Decided: April 2, 1947.
THE STATE OF NEW JERSEY, DEFENDANT IN ERROR,
STEPHEN BURNS, PLAINTIFF IN ERROR
On writ of error to the Camden County Court of Quarter Sessions.
For the plaintiff in error, Walter S. Keown.
For the state, Gene R. Mariano, Prosecutor of the Pleas.
Before Case, Chief Justice, and Justices Heher and Colie.
[135 NJL Page 387]
The opinion of the court was delivered by
COLIE, J. This writ of error brings up for review the conviction of plaintiff in error in the Camden County Court of Quarter Sessions. The indictment in one count charged Stephen Burns, alias Steve Burns, with having, on December 31st, 1944, committed "an assault with a revolver with intent to rob" and in another count with a simple assault upon one Fred DeMarco. The indictment also charged as follows:
"AND THE GRAND INQUEST aforesaid, upon their respective oath aforesaid do FURTHER PRESENT that the said Stephen Burns, alias Steve Burns, was heretofore duly charged, arraigned, convicted and sentenced for the high misdemeanor of Larceny, in the Common Pleas Court of Buffalo, N. J. on December 13, 1922; and that the said Stephen Burns, alias Steve Burns, was heretofore duly charged, arraigned, convicted and sentenced for the high misdemeanor of Receiving
[135 NJL Page 388]
Stolen Goods, in the Common Pleas Court of Elmira, N.Y. on May 5, 1923; and that the said Stephen Burns, alias Steve Burns, was heretofore duly charged, arraigned, convicted and sentenced for the high misdemeanor of Larceny in the Common Pleas Court of Philadelphia, Pa., on August 8, 1929; and that the said Stephen Burns, alias Steve Burns, was heretofore duly charged, arraigned, convicted and sentenced for the high misdemeanor of Atrocious Assault and Battery, in the Camden County Court of Quarter Sessions, on July 12, 1934; and that the said Stephen Burns, alias Steve Burns, was heretofore duly charged, arraigned, convicted and sentenced for the high misdemeanor of Assault with Intent to Kill, in the Court of Quarter Sessions, Trenton, N.J. on September 20, 1934; all of which crimes had they been committed in this State, would be high misdemeanors and wherefore in the premises the said Stephen Burns, alias Steve Burns, is declared to be a habitual criminal according to the form of the statute in such case made and provided and against the peace of this State the government and dignity of the same."
This language was clearly intended to bring plaintiff in error within the operation of the Habitual Criminal Act. R.S. 2:103-10, as amended Pamph. L. 1940, ch. 219, p. 889.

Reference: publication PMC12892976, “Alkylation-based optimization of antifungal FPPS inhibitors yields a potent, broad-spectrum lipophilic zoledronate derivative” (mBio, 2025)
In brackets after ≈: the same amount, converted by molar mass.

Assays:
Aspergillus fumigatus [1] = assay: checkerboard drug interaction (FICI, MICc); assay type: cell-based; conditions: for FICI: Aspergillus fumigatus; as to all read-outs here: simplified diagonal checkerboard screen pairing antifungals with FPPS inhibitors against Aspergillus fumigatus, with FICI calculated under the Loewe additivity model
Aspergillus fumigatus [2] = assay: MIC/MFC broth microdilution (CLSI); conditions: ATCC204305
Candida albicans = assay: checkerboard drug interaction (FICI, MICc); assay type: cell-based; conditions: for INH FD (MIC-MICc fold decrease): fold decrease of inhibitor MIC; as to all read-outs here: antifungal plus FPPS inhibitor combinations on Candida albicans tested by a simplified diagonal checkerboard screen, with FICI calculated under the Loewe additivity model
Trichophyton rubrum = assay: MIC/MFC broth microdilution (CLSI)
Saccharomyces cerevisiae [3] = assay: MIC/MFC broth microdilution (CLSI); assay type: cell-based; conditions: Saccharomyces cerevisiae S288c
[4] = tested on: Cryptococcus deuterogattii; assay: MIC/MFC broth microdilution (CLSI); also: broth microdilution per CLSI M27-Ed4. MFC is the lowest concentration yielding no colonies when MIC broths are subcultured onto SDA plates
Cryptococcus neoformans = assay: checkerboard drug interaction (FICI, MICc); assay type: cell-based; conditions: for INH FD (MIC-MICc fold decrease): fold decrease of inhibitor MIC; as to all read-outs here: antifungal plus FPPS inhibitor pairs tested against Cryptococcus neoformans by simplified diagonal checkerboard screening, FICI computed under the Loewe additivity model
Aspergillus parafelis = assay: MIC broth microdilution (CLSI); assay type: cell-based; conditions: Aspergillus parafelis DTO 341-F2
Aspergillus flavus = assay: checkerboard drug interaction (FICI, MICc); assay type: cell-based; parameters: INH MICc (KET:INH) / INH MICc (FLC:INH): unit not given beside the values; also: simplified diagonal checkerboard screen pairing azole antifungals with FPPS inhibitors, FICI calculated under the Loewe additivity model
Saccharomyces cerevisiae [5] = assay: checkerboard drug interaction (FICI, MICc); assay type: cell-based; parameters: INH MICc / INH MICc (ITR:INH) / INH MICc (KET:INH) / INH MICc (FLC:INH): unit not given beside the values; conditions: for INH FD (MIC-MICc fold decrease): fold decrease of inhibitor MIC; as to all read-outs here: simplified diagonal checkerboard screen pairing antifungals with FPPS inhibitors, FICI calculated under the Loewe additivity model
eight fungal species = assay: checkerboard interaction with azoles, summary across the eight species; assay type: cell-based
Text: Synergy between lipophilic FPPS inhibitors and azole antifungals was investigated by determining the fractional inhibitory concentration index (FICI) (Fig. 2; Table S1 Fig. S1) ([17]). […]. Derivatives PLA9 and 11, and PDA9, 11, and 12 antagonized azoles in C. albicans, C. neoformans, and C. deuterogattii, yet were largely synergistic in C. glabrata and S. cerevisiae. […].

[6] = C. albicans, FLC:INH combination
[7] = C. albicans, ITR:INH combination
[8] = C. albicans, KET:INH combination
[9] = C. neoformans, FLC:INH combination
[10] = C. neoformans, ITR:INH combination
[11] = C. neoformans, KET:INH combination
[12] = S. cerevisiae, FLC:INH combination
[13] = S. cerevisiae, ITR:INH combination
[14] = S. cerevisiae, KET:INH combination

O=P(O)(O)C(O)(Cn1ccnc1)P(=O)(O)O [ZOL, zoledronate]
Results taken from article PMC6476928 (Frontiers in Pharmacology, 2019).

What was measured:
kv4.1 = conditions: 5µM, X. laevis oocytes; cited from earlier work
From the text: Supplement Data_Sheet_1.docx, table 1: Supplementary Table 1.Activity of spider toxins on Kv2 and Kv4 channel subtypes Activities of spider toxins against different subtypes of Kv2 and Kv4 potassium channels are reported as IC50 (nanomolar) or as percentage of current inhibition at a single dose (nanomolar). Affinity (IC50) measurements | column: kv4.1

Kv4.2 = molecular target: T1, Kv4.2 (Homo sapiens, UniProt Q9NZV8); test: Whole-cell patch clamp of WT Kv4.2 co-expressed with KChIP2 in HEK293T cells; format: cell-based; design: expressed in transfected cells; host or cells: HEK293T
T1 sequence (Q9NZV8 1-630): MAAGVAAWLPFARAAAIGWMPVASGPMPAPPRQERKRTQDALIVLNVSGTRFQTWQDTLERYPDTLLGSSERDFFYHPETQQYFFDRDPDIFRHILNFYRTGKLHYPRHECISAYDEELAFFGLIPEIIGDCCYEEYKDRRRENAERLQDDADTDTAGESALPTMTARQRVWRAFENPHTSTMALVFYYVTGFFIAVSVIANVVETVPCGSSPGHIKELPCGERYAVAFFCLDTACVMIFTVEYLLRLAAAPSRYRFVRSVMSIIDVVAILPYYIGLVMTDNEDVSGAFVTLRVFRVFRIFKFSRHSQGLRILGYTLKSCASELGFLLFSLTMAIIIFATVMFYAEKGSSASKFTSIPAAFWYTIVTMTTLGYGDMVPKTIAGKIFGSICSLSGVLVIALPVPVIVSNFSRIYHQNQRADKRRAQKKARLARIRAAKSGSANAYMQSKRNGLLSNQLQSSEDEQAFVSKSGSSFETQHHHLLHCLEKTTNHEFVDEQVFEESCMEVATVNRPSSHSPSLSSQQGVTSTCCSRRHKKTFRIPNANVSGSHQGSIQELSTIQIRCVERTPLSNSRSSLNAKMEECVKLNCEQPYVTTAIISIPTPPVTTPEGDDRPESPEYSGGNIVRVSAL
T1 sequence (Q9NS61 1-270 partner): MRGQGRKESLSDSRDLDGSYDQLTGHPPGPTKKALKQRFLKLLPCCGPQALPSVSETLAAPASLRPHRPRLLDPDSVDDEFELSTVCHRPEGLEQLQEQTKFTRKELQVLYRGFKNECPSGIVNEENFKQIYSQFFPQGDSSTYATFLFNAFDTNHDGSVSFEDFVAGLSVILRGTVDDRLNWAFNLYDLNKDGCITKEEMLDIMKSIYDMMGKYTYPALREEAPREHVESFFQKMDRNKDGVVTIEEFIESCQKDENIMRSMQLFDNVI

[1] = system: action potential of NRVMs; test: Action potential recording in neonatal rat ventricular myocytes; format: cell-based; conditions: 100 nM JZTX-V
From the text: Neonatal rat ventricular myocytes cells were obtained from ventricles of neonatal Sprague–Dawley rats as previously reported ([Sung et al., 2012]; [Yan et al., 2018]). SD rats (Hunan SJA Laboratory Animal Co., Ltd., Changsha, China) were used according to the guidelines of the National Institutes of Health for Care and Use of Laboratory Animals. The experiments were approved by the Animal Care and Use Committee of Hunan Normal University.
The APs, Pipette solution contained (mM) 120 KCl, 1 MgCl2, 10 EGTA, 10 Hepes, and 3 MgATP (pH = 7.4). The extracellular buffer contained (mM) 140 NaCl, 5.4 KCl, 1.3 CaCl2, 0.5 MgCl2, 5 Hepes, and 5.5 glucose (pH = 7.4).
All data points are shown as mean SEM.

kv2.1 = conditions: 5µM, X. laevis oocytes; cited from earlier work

"Any person who on three separate occasions has been convicted of high misdemeanors in this state, or of crimes under the laws of the United States or of any other State or country, which crimes would be high misdemeanors if committed in this State, or whose convictions for such offenses in this State or under the laws of the United States or of any other State or country shall total three or more, and who shall thereafter be convicted of a subsequent offense enumerated in this subtitle, is hereby declared to be an habitual criminal, and the court in which such fourth or subsequent conviction is had, shall impose a life sentence in the State Prison upon the person so convicted."
The specifications of causes for reversal and assignments of error number thirty-two and thirty-four, respectively. Plaintiff in error briefs them under seven points and we will treat them in the same order.
[135 NJL Page 389]
It is said that the court below erred in granting, over objection, the motion of the Prosecutor of the Pleas to amend that part of the indictment charging plaintiff in error with a conviction of "the high misdemeanor of assault with intent to kill in the Court of Quarter Sessions, Trenton, N.J. on September 20, 1934;" so as to read "Camden, New Jersey, instead of Trenton, New Jersey." We are of the opinion that changing the description of the location of the Court from Trenton to Camden is within the language of R.S. 2:188-9 which reads, in part: "Whenever, upon the trial of any indictment, there shall appear to be any variance between the statement therein and the evidence offered in proof thereof, in the name of any county, municipality or other place mentioned or described in the indictment * * * the court before which trial shall be had may, if it shall consider the variance not material to the merits of the case and that the defendant cannot be prejudiced thereby in his defense on such merits, order such indictment to be amended according to the proof, * * *."
This amendment was made to correct a variance between the indictment and the evidence "in the name of any county, municipality or other place mentioned or described in the indictment" thereby coming within the express terms of the statute. Additionally the alleged error -- assuming it to be such, which it was not -- was harmless in view of Burns' admission on cross-examination that he was convicted and sentenced for an assault with intent to kill one Blackburn and in view of the record in the Camden County Court of Quarter Sessions.